At a rally in Louisville, Kentucky, Trump repeated his standard lines about putting America first, starting with economic policy. When he got to his push to “Buy American and Hire American”, something new emerged though, a reference to a key figure in US economic history: Henry Clay – who was a member of Congress in the early 19th century.

Trump spoke of the need for a new economic model, and then recalled how protectionism is far from a bad word in US history; rather, it was seen as a means to promote manufacturing and build industry.

Trump said, “Like Henry Clay, we want to put our own people to work. […] “Clay was a fierce advocate for American manufacturing. He said that free trade would throw wide open our ports to foreign production without duties while theirs remained closed to us […] Clay said that trade must be fair, equal and reciprocal.”

Trump then went on to use the term “American System”, associated with the current of economic nationalism promoted by figures such as Alexander Hamilton, Clay and Henry Carey, champions of investment in industry and infrastructure, and protection against the free market claims of European empires, which sought to undermine American economic independence in order to defend their own pre-eminence.

“In explaining his American System, Clay argued that the sole object of the tariff is to tax the produce of foreign industry with a view of promoting American industry,” Trump said. “For too long our government has abandoned the American System.”

Historical Reference Point

The President’s words have been ignored by much of the commentator class, although not surprisingly they were picked up by some websites that wholeheartedly support his agenda, such as Brietbart. Yet the reference to Clay and the American System make it clear that something new is afoot, an attempt to link Trump’s populist rhetoric to some of the most important and effective periods of economic growth in U.S. history.

In the first half of the 19th century, Henry Clay was the most identifiable promoter of the American System of political economy. His vision was to continue the long-term goal set by the founding fathers Benjamin Franklin, George Washington and Alexander Hamilton: create an independent republic that would break not only its formal ties with the British Empire, but also demonstrate the superiority of a society free from the aristocratic structures present in Europe. The precondition for such a project was the development of a productive economy, which would provide a foundation for lasting independence. This meant the promotion of “internal improvements” – what today we would call infrastructure, manufacturing and strong links between agriculture and industry.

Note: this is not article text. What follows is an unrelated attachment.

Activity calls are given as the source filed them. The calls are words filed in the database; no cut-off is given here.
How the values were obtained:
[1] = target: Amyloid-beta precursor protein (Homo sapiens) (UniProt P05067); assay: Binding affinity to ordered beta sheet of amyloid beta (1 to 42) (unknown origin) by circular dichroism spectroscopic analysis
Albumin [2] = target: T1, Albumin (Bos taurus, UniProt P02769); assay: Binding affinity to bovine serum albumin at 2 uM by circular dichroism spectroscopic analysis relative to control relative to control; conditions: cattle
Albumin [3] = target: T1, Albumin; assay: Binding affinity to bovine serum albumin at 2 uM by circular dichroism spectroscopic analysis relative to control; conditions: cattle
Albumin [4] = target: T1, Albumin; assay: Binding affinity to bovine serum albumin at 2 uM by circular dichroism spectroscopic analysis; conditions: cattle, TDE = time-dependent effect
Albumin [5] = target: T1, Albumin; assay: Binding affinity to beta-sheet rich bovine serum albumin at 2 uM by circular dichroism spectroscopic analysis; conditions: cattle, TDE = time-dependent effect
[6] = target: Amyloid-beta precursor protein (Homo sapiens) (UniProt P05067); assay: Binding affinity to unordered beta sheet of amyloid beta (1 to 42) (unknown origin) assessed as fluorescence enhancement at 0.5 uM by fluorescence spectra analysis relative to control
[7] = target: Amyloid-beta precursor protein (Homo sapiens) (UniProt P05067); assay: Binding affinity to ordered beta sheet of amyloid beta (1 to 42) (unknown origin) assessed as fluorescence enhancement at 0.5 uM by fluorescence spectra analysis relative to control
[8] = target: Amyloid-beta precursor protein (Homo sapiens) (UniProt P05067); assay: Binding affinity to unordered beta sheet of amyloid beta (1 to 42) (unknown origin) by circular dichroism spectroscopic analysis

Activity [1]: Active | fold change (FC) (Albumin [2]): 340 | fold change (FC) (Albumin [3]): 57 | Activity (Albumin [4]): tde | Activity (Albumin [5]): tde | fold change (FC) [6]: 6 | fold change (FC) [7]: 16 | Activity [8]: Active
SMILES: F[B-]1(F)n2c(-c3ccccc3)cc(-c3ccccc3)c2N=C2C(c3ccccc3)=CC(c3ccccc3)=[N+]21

In the early years of the republic, adherence to this vision was certainly not unanimous; there were factions that preferred to live off trade with Europe and strongly opposed decisive actions by the federal government. The mantle of free trade was used then – as it is now – to oppose policies such as tariffs, national banking and other forms of state intervention that granted preference to domestic production as opposed to unrestricted competition.

Henry Clay was one of the great champions of the American System view, a giant in his time who is too often overlooked. A lawyer and state legislator in Kentucky, Clay first came to Washington in 1806 when he was named to fill a temporary vacancy in the Senate. After two brief stints as a replacement Senator, Clay returned to the Capitol in 1811 as a member of the House of Representatives, where he was immediately elected Speaker. Years later Clay would help found the Whig party, in opposition to Andrew Jackson and his so-called “populist” vision opposing big government. One of the great ironies of today’s political upheaval is that those who identify as populists now call for a return to protectionism, a view quite different from the States’ Rights concept promoted in the past, and also by much of the modern Republican Party.

A Manufacturing Base

Already from the time he was a replacement Senator, Clay began promoting his vision for the nation. In 1807, in line with the efforts of John Quincy Adams, he worked to obtain passage of a resolution binding the Secretary of the Treasury to prepare a plan for the construction of a national network of canals and roads, subsequently drawn up by Secretary Albert Gallatin.